Property Security, Emergency Response, and Fire Protection Systems Chapter 13
Learning Objectives <ul><li>Identify and describe the three components to the means of egress </li></ul><ul><li>List and d...
Learning Objectives (continued) <ul><li>Describe the purpose of an emergency building entrance system </li></ul><ul><li>De...
Introduction <ul><li>Building security systems can inhibit the ability of people to exit the building during an emergency ...
Means of Egress <ul><li>Means of egress: continuous and unobstructed path of travel used by building occupants </li></ul><...
Figure 13-1 The three parts of the means of egress
Exit Access <ul><li>Exit access: portion of the means of egress that leads to the exit </li></ul><ul><ul><li>Any useable s...
Exit <ul><li>Exit : portion of the means of egress separated from the other parts of the building </li></ul><ul><ul><li>Fi...
Exit Discharge <ul><li>Exit discharge: portion of the means of egress between the exit and the public way </li></ul><ul><l...
Maintaining the Means of Egress <ul><li>Some occupancies offer greater exiting challenges than others </li></ul><ul><li>Ov...
Exit Stairway Doors <ul><li>Interior exit stairways doors required to be openable from both sides </li></ul><ul><li>Under ...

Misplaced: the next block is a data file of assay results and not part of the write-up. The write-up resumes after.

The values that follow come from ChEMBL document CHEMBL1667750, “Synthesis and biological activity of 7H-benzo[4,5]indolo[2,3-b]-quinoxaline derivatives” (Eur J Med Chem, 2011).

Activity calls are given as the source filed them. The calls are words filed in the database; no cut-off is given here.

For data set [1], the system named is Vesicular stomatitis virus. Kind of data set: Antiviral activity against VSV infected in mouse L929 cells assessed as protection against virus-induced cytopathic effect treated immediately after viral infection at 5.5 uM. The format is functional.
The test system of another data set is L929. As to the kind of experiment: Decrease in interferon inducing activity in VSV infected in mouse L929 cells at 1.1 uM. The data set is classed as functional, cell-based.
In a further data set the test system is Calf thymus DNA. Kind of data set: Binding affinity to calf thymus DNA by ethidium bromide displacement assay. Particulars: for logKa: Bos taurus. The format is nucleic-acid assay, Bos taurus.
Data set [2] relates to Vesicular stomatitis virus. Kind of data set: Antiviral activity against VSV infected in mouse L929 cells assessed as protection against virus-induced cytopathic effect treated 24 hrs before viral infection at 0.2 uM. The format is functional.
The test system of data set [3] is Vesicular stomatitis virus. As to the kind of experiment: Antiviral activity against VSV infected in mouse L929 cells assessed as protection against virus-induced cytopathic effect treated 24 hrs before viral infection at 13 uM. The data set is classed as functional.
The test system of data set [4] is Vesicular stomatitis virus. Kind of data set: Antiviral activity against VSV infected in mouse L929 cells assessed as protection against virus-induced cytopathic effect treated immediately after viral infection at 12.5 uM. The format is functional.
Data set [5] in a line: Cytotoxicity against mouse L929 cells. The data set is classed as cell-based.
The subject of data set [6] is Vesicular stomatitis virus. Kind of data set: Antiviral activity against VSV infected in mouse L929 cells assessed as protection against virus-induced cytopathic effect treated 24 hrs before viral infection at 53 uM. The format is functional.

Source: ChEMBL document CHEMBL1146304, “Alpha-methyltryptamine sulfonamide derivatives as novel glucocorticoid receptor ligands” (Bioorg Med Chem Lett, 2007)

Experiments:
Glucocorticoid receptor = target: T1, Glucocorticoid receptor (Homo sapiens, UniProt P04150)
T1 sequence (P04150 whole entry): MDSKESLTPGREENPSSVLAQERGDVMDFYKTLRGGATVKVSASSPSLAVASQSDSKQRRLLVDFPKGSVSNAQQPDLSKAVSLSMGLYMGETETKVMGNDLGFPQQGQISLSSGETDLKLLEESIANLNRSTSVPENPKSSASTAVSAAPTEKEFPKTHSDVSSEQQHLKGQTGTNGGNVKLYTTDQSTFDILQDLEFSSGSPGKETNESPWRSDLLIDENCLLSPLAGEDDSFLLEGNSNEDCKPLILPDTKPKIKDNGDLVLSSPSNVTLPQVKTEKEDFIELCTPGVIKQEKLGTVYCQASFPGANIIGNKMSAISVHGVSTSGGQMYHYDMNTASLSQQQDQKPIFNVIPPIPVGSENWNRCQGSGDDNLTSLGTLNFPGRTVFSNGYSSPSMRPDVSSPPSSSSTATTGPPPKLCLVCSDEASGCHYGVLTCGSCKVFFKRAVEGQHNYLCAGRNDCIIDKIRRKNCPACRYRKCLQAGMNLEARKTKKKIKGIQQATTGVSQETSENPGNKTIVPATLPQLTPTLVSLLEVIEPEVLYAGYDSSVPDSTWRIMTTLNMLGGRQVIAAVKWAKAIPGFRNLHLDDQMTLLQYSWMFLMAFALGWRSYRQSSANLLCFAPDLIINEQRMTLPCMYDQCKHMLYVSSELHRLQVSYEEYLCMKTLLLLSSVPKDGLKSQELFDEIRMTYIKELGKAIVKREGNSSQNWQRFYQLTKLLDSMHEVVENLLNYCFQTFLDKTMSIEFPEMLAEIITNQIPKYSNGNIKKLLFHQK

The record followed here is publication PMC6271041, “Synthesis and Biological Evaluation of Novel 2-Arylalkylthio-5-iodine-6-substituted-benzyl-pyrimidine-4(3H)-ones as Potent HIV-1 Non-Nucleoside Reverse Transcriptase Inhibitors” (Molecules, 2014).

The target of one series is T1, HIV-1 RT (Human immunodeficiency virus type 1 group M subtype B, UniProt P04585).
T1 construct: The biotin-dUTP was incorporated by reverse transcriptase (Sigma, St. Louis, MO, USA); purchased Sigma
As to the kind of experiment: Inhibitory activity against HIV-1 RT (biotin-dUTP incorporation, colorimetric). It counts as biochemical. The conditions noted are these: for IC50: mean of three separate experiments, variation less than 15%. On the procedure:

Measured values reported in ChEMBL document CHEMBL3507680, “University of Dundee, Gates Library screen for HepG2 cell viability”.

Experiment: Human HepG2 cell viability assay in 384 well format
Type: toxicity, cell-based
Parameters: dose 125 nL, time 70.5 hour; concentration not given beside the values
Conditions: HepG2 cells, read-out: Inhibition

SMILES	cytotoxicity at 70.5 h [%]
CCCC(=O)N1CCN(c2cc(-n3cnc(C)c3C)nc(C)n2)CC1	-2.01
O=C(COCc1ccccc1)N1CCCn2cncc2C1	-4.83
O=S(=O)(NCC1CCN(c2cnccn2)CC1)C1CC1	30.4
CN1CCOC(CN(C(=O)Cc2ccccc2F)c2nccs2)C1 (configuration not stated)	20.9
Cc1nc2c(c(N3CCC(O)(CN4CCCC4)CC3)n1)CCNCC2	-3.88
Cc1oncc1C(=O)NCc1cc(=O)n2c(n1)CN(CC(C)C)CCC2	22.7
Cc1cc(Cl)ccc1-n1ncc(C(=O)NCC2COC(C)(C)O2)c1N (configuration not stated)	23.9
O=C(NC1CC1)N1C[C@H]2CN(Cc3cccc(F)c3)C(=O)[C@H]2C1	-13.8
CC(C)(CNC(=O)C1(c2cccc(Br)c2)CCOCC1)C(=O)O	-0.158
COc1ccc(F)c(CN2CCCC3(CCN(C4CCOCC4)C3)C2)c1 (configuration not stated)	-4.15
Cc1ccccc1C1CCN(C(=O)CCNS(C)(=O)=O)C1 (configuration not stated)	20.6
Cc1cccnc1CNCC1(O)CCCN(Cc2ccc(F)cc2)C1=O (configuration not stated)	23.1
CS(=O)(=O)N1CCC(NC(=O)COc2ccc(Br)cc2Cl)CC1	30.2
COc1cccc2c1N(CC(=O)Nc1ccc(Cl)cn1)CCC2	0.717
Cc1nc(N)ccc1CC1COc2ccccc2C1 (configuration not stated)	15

Stairway Doors in High-Rise Buildings <ul><li>High-rise buildings require additional fire protection due to selective evac...
Delayed Egress Locks <ul><li>Latching device holds secure until person applies force for one second </li></ul><ul><ul><li>...
Delayed Egress Locks (continued) <ul><li>Requirements to follow to comply with the model codes: (continued) </li></ul><ul>...
Figure 13-4 Door equipped with delayed egress hardware
Access-Controlled Egress Doors <ul><li>Use and occupancy determines whether this type of security hardware is permissible ...
Fire Department Access Systems <ul><li>Forcible entry used by first responders when ready access not available </li></ul><...
Security Gates <ul><li>Emergency responders must be able to enter property with little or no delay </li></ul><ul><li>When ...